In the earlier part of this series, we briefly discussed how the number of cannabis-licensed producers has grown over the years, which has led to the threat of oversupply. Big companies such as Canopy Growth (CGC) (WEED) and Aurora Cannabis (ACB) (ACBFF) have access to capital and can thus push out smaller players.
Some provinces have opted to keep their supplier bases small. For example, Quebec will limit its supplier base to only six suppliers. If provinces choose fewer suppliers, it likely means they will choose big players (HMMJ) with the ability to meet a large demand, which pressures smaller players (HMJR).
However, some provincial governments in Canada are choosing diversity in their supplier base. For example, British Columbia recently announced a list of 31 licensed producers to supply recreational cannabis. This approach gives an opportunity to smaller players to actively participate in the recreational market.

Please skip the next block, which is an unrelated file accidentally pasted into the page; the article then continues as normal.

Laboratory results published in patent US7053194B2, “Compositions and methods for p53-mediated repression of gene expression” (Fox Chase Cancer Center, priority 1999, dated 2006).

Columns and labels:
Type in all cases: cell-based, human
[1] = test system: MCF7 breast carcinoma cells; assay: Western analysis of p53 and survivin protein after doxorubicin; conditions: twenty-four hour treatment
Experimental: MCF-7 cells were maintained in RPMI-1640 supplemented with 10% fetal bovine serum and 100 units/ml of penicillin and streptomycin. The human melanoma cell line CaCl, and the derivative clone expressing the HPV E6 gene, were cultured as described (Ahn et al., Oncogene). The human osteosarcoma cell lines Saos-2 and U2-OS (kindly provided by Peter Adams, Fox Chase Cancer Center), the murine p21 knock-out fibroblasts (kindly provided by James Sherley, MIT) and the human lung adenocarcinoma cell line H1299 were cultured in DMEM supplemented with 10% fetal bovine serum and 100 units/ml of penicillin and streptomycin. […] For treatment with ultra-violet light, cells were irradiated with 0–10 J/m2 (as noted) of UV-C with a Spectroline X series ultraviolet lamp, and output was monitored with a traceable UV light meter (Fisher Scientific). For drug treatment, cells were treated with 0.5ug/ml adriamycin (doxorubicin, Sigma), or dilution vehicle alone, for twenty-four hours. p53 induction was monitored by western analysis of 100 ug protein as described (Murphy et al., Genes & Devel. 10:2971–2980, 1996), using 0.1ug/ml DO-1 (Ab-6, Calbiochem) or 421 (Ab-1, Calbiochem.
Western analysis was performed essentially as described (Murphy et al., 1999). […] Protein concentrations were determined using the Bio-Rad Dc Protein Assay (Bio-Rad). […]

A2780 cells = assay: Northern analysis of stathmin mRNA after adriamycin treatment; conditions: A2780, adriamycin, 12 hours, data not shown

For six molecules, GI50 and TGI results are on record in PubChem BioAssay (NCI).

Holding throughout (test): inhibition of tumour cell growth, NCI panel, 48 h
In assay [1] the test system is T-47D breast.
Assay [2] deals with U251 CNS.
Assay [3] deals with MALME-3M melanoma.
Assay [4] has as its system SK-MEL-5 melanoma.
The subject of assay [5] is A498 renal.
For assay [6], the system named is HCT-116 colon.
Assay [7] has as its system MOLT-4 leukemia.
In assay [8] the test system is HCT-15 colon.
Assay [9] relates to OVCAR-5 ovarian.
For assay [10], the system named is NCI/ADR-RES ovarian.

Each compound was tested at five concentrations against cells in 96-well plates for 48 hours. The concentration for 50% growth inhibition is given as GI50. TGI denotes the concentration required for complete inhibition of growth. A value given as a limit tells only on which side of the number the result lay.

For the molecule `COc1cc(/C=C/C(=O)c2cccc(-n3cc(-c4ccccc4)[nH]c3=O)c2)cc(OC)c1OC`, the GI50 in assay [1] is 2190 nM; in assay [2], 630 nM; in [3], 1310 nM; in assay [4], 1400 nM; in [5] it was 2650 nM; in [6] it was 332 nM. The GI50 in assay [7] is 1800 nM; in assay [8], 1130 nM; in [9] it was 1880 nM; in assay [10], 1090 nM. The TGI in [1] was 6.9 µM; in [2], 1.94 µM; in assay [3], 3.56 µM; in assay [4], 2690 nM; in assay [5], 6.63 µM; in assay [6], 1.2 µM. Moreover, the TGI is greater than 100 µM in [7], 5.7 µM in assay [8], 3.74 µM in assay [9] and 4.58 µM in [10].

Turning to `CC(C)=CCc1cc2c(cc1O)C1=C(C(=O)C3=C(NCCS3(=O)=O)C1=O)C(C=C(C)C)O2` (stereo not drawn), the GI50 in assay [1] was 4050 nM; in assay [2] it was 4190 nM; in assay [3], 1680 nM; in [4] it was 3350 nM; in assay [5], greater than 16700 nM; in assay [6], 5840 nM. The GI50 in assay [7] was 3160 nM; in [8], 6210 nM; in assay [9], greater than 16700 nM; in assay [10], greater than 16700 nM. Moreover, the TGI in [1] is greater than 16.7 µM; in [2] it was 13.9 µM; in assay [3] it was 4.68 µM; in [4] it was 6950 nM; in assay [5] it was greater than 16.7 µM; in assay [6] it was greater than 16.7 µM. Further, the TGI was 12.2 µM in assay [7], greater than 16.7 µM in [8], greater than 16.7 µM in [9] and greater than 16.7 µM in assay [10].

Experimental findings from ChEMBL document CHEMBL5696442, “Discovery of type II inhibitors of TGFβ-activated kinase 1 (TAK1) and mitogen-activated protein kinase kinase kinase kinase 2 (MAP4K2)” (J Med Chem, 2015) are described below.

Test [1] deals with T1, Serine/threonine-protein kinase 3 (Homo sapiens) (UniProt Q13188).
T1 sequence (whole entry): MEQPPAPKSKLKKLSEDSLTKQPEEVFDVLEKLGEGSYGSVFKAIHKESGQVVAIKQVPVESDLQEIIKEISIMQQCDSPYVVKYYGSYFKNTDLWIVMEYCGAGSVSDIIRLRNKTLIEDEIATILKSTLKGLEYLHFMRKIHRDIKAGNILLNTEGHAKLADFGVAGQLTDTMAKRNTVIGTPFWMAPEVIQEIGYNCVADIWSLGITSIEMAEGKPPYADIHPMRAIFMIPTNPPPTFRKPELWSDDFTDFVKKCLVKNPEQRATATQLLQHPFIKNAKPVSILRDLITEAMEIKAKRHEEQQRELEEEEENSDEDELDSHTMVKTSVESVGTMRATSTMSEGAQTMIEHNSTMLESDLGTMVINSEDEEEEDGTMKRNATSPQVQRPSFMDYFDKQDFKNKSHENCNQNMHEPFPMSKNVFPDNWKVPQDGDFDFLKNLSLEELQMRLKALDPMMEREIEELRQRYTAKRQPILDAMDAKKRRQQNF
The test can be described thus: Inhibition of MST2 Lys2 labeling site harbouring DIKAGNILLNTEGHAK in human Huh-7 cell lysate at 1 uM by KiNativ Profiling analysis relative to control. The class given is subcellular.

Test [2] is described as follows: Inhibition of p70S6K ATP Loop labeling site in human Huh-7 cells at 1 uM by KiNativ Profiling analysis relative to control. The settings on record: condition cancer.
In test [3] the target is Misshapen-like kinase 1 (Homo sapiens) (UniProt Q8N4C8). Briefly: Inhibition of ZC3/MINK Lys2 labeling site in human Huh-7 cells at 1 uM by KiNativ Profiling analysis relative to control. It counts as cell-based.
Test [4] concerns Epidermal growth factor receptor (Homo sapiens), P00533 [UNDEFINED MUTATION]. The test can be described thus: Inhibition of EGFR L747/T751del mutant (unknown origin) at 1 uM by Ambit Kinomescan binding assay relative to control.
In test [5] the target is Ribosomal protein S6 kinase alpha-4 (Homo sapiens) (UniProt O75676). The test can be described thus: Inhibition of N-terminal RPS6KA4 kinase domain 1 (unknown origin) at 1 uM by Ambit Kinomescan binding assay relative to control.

Unlike other commodity products, value addition to cannabis can give products a new dimension. In our series How Producers Are Getting Ready for Cannabis Legalization, we discussed three broad forms of cannabis products including cannabis, oil, and soft gels.
However, companies are going beyond these three common formats. For example, recently Aurora Cannabis joined hands with a cosmetic company to develop cannabis-infused cosmetics, while some companies are developing cannabis-based beverages. In the same series, we noted that Canopy Growth’s partnership with Constellation Brands (STZ) to develop cannabis-based beverages appears to be geared at the non-user market through a more casual and acceptable format of consumption.